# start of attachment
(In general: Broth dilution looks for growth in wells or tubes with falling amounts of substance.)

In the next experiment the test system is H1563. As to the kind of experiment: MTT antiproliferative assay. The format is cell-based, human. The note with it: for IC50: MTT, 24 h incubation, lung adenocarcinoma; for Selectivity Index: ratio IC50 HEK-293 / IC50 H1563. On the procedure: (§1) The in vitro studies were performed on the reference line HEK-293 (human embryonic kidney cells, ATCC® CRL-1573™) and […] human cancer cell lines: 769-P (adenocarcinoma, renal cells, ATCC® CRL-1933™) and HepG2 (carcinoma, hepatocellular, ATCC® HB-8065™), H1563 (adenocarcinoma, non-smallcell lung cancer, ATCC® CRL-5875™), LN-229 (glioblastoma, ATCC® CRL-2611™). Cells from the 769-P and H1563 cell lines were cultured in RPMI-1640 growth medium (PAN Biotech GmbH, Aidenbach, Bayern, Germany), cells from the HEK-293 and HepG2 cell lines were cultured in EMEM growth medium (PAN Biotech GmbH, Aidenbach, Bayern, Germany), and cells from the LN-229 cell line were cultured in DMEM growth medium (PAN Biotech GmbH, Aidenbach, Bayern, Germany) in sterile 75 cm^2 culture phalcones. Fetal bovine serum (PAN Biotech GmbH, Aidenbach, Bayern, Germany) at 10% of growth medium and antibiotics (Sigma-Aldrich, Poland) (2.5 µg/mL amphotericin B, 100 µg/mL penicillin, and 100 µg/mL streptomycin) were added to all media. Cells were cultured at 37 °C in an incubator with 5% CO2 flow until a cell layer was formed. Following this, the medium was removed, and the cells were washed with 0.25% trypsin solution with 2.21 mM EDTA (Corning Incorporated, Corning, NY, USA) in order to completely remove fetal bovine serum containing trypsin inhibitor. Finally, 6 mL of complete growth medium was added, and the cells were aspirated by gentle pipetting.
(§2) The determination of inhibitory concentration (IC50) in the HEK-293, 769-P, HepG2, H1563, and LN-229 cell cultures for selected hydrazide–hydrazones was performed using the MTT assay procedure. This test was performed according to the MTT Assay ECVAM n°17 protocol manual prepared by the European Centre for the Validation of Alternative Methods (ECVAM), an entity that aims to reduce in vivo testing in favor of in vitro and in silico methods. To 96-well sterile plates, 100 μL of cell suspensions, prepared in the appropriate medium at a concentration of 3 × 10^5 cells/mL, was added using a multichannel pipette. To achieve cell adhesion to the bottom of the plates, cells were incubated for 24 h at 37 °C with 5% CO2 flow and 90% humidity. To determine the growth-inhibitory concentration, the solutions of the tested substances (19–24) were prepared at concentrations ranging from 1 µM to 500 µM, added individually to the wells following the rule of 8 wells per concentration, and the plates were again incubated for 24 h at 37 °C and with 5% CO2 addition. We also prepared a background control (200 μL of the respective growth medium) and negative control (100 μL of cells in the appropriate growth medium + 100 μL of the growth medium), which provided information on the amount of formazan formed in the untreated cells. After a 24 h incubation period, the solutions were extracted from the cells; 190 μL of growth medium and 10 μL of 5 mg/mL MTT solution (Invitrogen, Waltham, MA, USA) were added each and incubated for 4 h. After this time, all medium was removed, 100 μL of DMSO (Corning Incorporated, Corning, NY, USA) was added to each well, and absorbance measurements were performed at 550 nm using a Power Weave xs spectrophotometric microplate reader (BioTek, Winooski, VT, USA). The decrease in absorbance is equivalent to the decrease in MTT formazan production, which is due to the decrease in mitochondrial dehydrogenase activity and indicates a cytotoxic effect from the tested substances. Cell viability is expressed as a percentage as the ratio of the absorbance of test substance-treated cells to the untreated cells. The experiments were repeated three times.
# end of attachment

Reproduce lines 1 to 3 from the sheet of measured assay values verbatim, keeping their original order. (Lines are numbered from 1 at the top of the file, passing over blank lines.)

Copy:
(In general: Broth dilution looks for growth in wells or tubes with falling amounts of substance.)

In the next experiment the test system is H1563. As to the kind of experiment: MTT antiproliferative assay. The format is cell-based, human. The note with it: for IC50: MTT, 24 h incubation, lung adenocarcinoma; for Selectivity Index: ratio IC50 HEK-293 / IC50 H1563. On the procedure: (§1) The in vitro studies were performed on the reference line HEK-293 (human embryonic kidney cells, ATCC® CRL-1573™) and […] human cancer cell lines: 769-P (adenocarcinoma, renal cells, ATCC® CRL-1933™) and HepG2 (carcinoma, hepatocellular, ATCC® HB-8065™), H1563 (adenocarcinoma, non-smallcell lung cancer, ATCC® CRL-5875™), LN-229 (glioblastoma, ATCC® CRL-2611™). Cells from the 769-P and H1563 cell lines were cultured in RPMI-1640 growth medium (PAN Biotech GmbH, Aidenbach, Bayern, Germany), cells from the HEK-293 and HepG2 cell lines were cultured in EMEM growth medium (PAN Biotech GmbH, Aidenbach, Bayern, Germany), and cells from the LN-229 cell line were cultured in DMEM growth medium (PAN Biotech GmbH, Aidenbach, Bayern, Germany) in sterile 75 cm^2 culture phalcones. Fetal bovine serum (PAN Biotech GmbH, Aidenbach, Bayern, Germany) at 10% of growth medium and antibiotics (Sigma-Aldrich, Poland) (2.5 µg/mL amphotericin B, 100 µg/mL penicillin, and 100 µg/mL streptomycin) were added to all media. Cells were cultured at 37 °C in an incubator with 5% CO2 flow until a cell layer was formed. Following this, the medium was removed, and the cells were washed with 0.25% trypsin solution with 2.21 mM EDTA (Corning Incorporated, Corning, NY, USA) in order to completely remove fetal bovine serum containing trypsin inhibitor. Finally, 6 mL of complete growth medium was added, and the cells were aspirated by gentle pipetting.
(§2) The determination of inhibitory concentration (IC50) in the HEK-293, 769-P, HepG2, H1563, and LN-229 cell cultures for selected hydrazide–hydrazones was performed using the MTT assay procedure. This test was performed according to the MTT Assay ECVAM n°17 protocol manual prepared by the European Centre for the Validation of Alternative Methods (ECVAM), an entity that aims to reduce in vivo testing in favor of in vitro and in silico methods. To 96-well sterile plates, 100 μL of cell suspensions, prepared in the appropriate medium at a concentration of 3 × 10^5 cells/mL, was added using a multichannel pipette. To achieve cell adhesion to the bottom of the plates, cells were incubated for 24 h at 37 °C with 5% CO2 flow and 90% humidity. To determine the growth-inhibitory concentration, the solutions of the tested substances (19–24) were prepared at concentrations ranging from 1 µM to 500 µM, added individually to the wells following the rule of 8 wells per concentration, and the plates were again incubated for 24 h at 37 °C and with 5% CO2 addition. We also prepared a background control (200 μL of the respective growth medium) and negative control (100 μL of cells in the appropriate growth medium + 100 μL of the growth medium), which provided information on the amount of formazan formed in the untreated cells. After a 24 h incubation period, the solutions were extracted from the cells; 190 μL of growth medium and 10 μL of 5 mg/mL MTT solution (Invitrogen, Waltham, MA, USA) were added each and incubated for 4 h. After this time, all medium was removed, 100 μL of DMSO (Corning Incorporated, Corning, NY, USA) was added to each well, and absorbance measurements were performed at 550 nm using a Power Weave xs spectrophotometric microplate reader (BioTek, Winooski, VT, USA). The decrease in absorbance is equivalent to the decrease in MTT formazan production, which is due to the decrease in mitochondrial dehydrogenase activity and indicates a cytotoxic effect from the tested substances. Cell viability is expressed as a percentage as the ratio of the absorbance of test substance-treated cells to the untreated cells. The experiments were repeated three times.